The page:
Reverse Mortgage Safety and Security

Reverse Mortgage Safety and Security

Over the past 20 years, more then 660,000 Americans have taken out a reverse mortgage.  While studies have shown very high satisfaction rates among these borrowers, it is important to us that you make an informed decision and avoid the pitfalls possible in a reverse mortgage transaction.

Understanding the Reverse Mortgage

Number 1

A Reverse Mortgage is a LOAN

While a Home Equity Conversion Mortgage (“HECM”) Reverse Mortgage is insured by the Department of Housing and Urban Development, it is NOT a government benefit.  It is a unique type of loan.

Number 2

Your Responsibilities

BEWARE OF FALSE STATEMENTS! “Once you have a reverse mortgage, you can live in your home forever.” is FALSE.  It would only be true IF you have met the requirements of the loan. Most important, YOU ARE STILL REQUIRED TO PAY YOUR PROPERTY TAXES, HOMEOWNERS INSURANCE AND MAINTAIN THE CONDITION OF YOUR HOME. If you do not pay the property taxes…if you do not pay the homeowners insurance…if you do not maintain your home…if you do not live in your home for at least six months out of the year…the lender can foreclose!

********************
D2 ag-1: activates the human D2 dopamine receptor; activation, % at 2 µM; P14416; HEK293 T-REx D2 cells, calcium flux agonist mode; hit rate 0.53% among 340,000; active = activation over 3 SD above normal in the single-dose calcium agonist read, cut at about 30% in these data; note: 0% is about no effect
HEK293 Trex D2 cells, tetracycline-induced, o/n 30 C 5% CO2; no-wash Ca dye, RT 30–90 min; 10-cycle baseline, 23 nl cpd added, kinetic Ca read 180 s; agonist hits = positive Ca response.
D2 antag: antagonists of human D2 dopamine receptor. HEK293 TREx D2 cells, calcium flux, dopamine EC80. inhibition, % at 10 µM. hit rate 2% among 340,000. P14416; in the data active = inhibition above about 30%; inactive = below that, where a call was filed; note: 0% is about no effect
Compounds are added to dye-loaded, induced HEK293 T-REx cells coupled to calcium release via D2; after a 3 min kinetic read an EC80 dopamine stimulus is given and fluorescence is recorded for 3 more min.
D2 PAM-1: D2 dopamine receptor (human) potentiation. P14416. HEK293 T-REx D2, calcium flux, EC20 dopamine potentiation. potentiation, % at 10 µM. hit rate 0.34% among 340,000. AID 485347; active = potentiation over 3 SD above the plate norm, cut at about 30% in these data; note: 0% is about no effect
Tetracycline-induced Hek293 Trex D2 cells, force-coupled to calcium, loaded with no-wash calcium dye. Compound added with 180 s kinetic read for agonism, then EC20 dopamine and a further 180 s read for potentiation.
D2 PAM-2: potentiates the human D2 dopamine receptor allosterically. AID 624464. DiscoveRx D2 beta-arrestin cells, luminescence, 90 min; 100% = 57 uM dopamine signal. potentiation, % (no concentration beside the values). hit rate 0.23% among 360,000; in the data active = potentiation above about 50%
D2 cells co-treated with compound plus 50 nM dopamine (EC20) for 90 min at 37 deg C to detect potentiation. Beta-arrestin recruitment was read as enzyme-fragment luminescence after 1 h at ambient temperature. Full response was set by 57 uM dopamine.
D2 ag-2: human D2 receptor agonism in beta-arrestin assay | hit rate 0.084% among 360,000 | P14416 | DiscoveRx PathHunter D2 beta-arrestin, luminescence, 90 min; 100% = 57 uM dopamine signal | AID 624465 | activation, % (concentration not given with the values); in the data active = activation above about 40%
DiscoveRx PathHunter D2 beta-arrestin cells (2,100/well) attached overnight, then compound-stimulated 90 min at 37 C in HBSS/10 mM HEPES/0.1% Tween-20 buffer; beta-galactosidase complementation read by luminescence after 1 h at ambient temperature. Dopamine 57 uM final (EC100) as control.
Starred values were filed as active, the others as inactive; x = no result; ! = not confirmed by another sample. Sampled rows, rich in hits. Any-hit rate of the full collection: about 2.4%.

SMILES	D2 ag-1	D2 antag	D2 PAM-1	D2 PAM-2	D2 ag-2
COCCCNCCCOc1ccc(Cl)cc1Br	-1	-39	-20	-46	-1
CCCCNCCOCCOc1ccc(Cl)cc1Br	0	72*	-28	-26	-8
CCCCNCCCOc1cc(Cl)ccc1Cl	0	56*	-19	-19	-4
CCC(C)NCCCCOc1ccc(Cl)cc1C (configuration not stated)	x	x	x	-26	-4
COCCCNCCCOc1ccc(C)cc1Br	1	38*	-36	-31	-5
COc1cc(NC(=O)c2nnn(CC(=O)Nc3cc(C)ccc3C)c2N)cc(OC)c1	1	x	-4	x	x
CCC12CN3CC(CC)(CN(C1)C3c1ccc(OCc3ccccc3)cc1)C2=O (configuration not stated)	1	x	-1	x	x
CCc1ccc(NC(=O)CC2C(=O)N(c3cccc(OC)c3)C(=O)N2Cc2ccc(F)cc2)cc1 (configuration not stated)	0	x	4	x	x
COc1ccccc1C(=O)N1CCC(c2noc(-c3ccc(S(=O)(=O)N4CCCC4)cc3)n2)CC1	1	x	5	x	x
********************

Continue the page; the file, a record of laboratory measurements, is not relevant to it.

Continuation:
Prior to securing a reverse mortgage, make sure you can afford to pay your property taxes, homeowners insurance and maintain your home. In addition you must be aware that these obligations may not be paid through your loan. Most reverse mortgages don’t offer the ability to escrow for your taxes and insurance. Therefore, you must know that you will need to directly pay your taxes and insurance when they come due.

Number 3